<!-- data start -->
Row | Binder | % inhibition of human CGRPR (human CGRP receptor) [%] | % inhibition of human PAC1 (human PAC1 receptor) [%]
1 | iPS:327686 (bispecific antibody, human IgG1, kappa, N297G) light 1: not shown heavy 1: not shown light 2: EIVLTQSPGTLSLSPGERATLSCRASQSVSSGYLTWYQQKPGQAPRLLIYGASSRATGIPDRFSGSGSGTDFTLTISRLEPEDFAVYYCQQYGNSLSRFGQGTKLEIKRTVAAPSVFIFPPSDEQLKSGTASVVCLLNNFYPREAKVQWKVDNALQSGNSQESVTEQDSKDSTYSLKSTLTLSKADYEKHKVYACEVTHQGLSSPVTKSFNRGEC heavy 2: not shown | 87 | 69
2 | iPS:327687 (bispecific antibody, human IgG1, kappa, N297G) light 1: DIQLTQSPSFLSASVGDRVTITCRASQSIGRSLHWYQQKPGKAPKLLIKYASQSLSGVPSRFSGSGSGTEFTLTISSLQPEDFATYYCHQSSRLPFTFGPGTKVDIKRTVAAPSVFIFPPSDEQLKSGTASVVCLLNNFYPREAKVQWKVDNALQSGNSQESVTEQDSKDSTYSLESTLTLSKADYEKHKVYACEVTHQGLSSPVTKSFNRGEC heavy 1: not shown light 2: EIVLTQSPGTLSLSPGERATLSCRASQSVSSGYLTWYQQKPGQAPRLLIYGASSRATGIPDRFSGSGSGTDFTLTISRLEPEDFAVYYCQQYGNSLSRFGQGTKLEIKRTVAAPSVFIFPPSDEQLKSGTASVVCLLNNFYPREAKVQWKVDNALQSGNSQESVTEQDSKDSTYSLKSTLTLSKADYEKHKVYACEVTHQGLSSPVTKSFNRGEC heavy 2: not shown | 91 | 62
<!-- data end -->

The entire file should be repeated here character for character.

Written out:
Row | Binder | % inhibition of human CGRPR (human CGRP receptor) [%] | % inhibition of human PAC1 (human PAC1 receptor) [%]
1 | iPS:327686 (bispecific antibody, human IgG1, kappa, N297G) light 1: not shown heavy 1: not shown light 2: EIVLTQSPGTLSLSPGERATLSCRASQSVSSGYLTWYQQKPGQAPRLLIYGASSRATGIPDRFSGSGSGTDFTLTISRLEPEDFAVYYCQQYGNSLSRFGQGTKLEIKRTVAAPSVFIFPPSDEQLKSGTASVVCLLNNFYPREAKVQWKVDNALQSGNSQESVTEQDSKDSTYSLKSTLTLSKADYEKHKVYACEVTHQGLSSPVTKSFNRGEC heavy 2: not shown | 87 | 69
2 | iPS:327687 (bispecific antibody, human IgG1, kappa, N297G) light 1: DIQLTQSPSFLSASVGDRVTITCRASQSIGRSLHWYQQKPGKAPKLLIKYASQSLSGVPSRFSGSGSGTEFTLTISSLQPEDFATYYCHQSSRLPFTFGPGTKVDIKRTVAAPSVFIFPPSDEQLKSGTASVVCLLNNFYPREAKVQWKVDNALQSGNSQESVTEQDSKDSTYSLESTLTLSKADYEKHKVYACEVTHQGLSSPVTKSFNRGEC heavy 1: not shown light 2: EIVLTQSPGTLSLSPGERATLSCRASQSVSSGYLTWYQQKPGQAPRLLIYGASSRATGIPDRFSGSGSGTDFTLTISRLEPEDFAVYYCQQYGNSLSRFGQGTKLEIKRTVAAPSVFIFPPSDEQLKSGTASVVCLLNNFYPREAKVQWKVDNALQSGNSQESVTEQDSKDSTYSLKSTLTLSKADYEKHKVYACEVTHQGLSSPVTKSFNRGEC heavy 2: not shown | 91 | 62